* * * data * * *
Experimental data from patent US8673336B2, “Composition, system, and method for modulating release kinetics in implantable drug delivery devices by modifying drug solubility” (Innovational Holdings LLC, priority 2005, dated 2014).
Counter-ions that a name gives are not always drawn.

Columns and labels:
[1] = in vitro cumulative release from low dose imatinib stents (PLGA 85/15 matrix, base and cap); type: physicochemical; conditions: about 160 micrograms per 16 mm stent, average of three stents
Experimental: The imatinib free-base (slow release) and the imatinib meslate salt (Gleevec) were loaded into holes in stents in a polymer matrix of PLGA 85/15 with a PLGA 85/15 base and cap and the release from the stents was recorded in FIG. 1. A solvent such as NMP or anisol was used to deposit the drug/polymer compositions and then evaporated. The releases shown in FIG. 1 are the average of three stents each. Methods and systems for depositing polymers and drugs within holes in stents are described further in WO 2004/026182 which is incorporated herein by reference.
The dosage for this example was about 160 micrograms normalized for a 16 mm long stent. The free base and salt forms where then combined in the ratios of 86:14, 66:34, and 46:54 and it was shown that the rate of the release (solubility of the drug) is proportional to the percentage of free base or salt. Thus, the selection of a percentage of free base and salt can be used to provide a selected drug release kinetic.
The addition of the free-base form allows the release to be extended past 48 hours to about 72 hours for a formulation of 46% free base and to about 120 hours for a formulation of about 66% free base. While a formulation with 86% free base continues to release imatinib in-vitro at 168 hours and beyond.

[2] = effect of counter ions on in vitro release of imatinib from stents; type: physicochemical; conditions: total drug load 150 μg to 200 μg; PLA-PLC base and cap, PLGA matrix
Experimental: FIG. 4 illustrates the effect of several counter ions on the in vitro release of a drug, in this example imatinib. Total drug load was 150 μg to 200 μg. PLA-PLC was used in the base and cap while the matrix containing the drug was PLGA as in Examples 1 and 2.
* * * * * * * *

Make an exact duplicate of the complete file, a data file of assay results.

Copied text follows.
Experimental data from patent US8673336B2, “Composition, system, and method for modulating release kinetics in implantable drug delivery devices by modifying drug solubility” (Innovational Holdings LLC, priority 2005, dated 2014).
Counter-ions that a name gives are not always drawn.

Columns and labels:
[1] = in vitro cumulative release from low dose imatinib stents (PLGA 85/15 matrix, base and cap); type: physicochemical; conditions: about 160 micrograms per 16 mm stent, average of three stents
Experimental: The imatinib free-base (slow release) and the imatinib meslate salt (Gleevec) were loaded into holes in stents in a polymer matrix of PLGA 85/15 with a PLGA 85/15 base and cap and the release from the stents was recorded in FIG. 1. A solvent such as NMP or anisol was used to deposit the drug/polymer compositions and then evaporated. The releases shown in FIG. 1 are the average of three stents each. Methods and systems for depositing polymers and drugs within holes in stents are described further in WO 2004/026182 which is incorporated herein by reference.
The dosage for this example was about 160 micrograms normalized for a 16 mm long stent. The free base and salt forms where then combined in the ratios of 86:14, 66:34, and 46:54 and it was shown that the rate of the release (solubility of the drug) is proportional to the percentage of free base or salt. Thus, the selection of a percentage of free base and salt can be used to provide a selected drug release kinetic.
The addition of the free-base form allows the release to be extended past 48 hours to about 72 hours for a formulation of 46% free base and to about 120 hours for a formulation of about 66% free base. While a formulation with 86% free base continues to release imatinib in-vitro at 168 hours and beyond.

[2] = effect of counter ions on in vitro release of imatinib from stents; type: physicochemical; conditions: total drug load 150 μg to 200 μg; PLA-PLC base and cap, PLGA matrix
Experimental: FIG. 4 illustrates the effect of several counter ions on the in vitro release of a drug, in this example imatinib. Total drug load was 150 μg to 200 μg. PLA-PLC was used in the base and cap while the matrix containing the drug was PLGA as in Examples 1 and 2.